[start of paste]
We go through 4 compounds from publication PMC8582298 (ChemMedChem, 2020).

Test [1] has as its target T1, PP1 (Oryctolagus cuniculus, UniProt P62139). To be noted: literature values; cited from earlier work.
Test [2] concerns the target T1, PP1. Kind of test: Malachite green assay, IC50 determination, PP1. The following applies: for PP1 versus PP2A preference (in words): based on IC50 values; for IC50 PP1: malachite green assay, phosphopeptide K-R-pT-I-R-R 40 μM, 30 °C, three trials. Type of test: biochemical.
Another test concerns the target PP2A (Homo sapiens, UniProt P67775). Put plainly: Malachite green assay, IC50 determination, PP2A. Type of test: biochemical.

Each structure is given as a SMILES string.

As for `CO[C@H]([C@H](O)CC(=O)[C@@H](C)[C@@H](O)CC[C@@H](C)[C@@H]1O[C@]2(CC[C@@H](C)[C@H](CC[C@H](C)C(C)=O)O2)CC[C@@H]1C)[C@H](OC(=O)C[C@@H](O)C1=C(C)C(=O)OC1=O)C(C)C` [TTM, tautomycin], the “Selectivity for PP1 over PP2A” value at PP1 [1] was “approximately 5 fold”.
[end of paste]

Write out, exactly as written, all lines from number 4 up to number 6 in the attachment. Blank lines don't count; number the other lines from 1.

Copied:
Another test concerns the target PP2A (Homo sapiens, UniProt P67775). Put plainly: Malachite green assay, IC50 determination, PP2A. Type of test: biochemical.

Each structure is given as a SMILES string.

As for `CO[C@H]([C@H](O)CC(=O)[C@@H](C)[C@@H](O)CC[C@@H](C)[C@@H]1O[C@]2(CC[C@@H](C)[C@H](CC[C@H](C)C(C)=O)O2)CC[C@@H]1C)[C@H](OC(=O)C[C@@H](O)C1=C(C)C(=O)OC1=O)C(C)C` [TTM, tautomycin], the “Selectivity for PP1 over PP2A” value at PP1 [1] was “approximately 5 fold”.